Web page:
George Kerevan: ‘Good Friday Agreement can only be saved by staying in the EU.’

      ….”Start with a truth rarely admitted: the UK was created by force, deceit and bribery – it was never a voluntary affair. And non-voluntary associations always break up eventually…”

      …”Far from the UK achieving universal adult suffrage in 1918, arguably it only did so in 1998 with the signing of the Good Friday Agreement and the institution of genuine democracy in Northern Ireland. But now it hangs by a thread…”

    157. Sarah says:

      @Tackety Beets 11.45 p.m. That’s the one! Many thanks.

    158. Cubby says:

      I for one am and have been for a long long time sick of hearing about GERS. It is the biggest pile of Britnat propaganda ever invented by the Britnats. I heard Piers (Trump and Gordon Browns pal) Morgan on GMB ITV asking Nicola Sturgeon about Scotlands fictitious annual £13.4B deficit.

      Well what he didn’t say is the figure for Scotlands national debt. Of course if there is such an annual deficit then logically there should be a Scotland national debt of say 100s of billions of pounds. The amount that would have been built up if you had an annual deficit of that amount. There is of course no Scotland national debt. If there is where is it hiding? Where and when does Scotland raise money from the markets to cover this national debt.

      There is only UK national debt ( and a massive debt mountain it is) because the UK control all the revenues and expenditure. GERS is not even economics for dummies it is pure and simple propaganda for the likes of Morgan and the Daily Express to say Scotland cannot afford to be independent when the opposite is true.

      As Wings quite superbly debunked GERS in a recent post please note if I see any posts giving credence to this nonsense then expect critical comment.

    159. Lenny Hartley says:

      Bill Mclean I learned to Ski at Troodos in the Mid seventies and was also detached there for a couple of weeks in 1976 when I was based at Episkopi. It was shortly after leaving the RAF in 1977 that I saw the light and started supporting Scottish Independence. Might have had something to do with the institutionalised racism I experienced 🙂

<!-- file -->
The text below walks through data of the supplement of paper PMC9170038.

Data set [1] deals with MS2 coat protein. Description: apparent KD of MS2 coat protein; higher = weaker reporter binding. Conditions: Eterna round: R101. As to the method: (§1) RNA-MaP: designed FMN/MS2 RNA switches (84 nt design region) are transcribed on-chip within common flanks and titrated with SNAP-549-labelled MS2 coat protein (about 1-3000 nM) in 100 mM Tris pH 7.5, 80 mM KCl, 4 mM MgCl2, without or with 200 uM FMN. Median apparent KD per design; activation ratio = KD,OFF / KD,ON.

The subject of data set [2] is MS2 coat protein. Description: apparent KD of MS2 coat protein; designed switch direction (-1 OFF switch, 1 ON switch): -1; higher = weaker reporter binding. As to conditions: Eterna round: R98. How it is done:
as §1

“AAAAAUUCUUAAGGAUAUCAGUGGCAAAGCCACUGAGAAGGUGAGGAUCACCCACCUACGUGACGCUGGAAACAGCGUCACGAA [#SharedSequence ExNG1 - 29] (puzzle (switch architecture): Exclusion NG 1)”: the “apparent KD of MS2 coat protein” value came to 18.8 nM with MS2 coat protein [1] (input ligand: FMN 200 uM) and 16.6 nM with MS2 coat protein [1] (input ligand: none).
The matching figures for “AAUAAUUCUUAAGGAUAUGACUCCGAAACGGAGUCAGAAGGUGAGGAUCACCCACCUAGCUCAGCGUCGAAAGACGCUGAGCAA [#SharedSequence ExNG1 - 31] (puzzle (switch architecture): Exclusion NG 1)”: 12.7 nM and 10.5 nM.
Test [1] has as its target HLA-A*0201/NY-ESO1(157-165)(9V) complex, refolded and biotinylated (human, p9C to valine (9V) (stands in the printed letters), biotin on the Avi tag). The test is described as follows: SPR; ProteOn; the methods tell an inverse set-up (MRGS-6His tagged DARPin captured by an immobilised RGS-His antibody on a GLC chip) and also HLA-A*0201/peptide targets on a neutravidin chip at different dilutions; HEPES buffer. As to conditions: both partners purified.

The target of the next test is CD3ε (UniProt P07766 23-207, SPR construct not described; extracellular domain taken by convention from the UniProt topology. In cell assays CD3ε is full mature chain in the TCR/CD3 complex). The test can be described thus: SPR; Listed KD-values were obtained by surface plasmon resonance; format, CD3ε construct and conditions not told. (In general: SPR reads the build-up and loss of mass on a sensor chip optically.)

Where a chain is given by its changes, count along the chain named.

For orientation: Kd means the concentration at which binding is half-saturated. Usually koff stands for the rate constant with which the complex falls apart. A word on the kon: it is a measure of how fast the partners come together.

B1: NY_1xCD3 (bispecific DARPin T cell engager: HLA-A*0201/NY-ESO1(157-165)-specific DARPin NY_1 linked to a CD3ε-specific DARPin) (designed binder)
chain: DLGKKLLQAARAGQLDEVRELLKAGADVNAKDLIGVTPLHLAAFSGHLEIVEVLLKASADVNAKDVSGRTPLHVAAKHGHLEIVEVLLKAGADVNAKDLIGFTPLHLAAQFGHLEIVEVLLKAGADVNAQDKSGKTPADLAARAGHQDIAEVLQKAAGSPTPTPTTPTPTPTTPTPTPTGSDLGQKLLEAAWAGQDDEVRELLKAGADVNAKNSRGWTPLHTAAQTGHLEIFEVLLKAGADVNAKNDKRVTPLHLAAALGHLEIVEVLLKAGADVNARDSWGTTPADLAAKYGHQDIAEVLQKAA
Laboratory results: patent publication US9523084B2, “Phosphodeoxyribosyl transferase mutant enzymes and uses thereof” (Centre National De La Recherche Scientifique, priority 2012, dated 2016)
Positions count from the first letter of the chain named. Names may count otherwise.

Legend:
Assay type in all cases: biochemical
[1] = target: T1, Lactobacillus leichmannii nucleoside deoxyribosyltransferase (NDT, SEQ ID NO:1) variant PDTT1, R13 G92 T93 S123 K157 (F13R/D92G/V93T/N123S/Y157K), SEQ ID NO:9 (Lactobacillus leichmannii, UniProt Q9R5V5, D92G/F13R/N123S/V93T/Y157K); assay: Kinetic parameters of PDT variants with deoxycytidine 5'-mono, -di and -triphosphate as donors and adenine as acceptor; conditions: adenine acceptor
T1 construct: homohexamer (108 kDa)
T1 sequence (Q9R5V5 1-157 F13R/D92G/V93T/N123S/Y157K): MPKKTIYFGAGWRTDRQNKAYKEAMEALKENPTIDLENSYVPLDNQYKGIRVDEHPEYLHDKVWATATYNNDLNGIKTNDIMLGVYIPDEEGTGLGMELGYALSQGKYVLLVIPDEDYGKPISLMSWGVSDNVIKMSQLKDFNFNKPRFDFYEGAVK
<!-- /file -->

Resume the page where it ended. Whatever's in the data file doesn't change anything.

160. yesindyref2 says:

      As Wings quite superbly debunked GERS in a recent post please note if I see any posts giving credence to this nonsense then expect critical comment.

      There are two ways of doing that. The first is to attack anyone debating the finer points of GERS, whether on Wings or on some MSM forum, the second is just to make a posting which points out the debunking, points out that Ian Lang started it as a propaganda tool to show that Scotland was a load of scroungers and would be a dustbowl in the case of Independence, and pointing out whatever else you want about it.

      The first gets in the way if for instance a pro-Indy poster is talking to an undecided or a soft NO, going in depth and showing whatever it is, like for instance the economic benefit of some of the spending is in London not Scotland, and that can be disruptive, the second is supportive and you may well be getting a secret smile from the pro-indy debater, as it’s a point they, we or I, are not able to make as we’re tackling it head on.

      I’ve had that in the MSM, two of us tackling it from those two very different points of view, me tackling it head on, the other making the points about it being a propaganda tool and not to be trusted. That works fine.

    161. Bill McLean says:

      Lenny – I also skied at Troodos but in the 80s. Do you remember Smokey Joe’s café at the top? Loved Cyprus and go most years for holiday in fact back just last week. When I worked there I was also a believer in GB but in conversation with a Greek Cypriot learned much about our behaviour there which made me feel very uncomfortable. Did some research and by 1990 decided that we have been mightily deceived about Britain and it’s role in the world. Finally made the decision on Scottish independence about 2005 – wish i’d known earlier what I know now!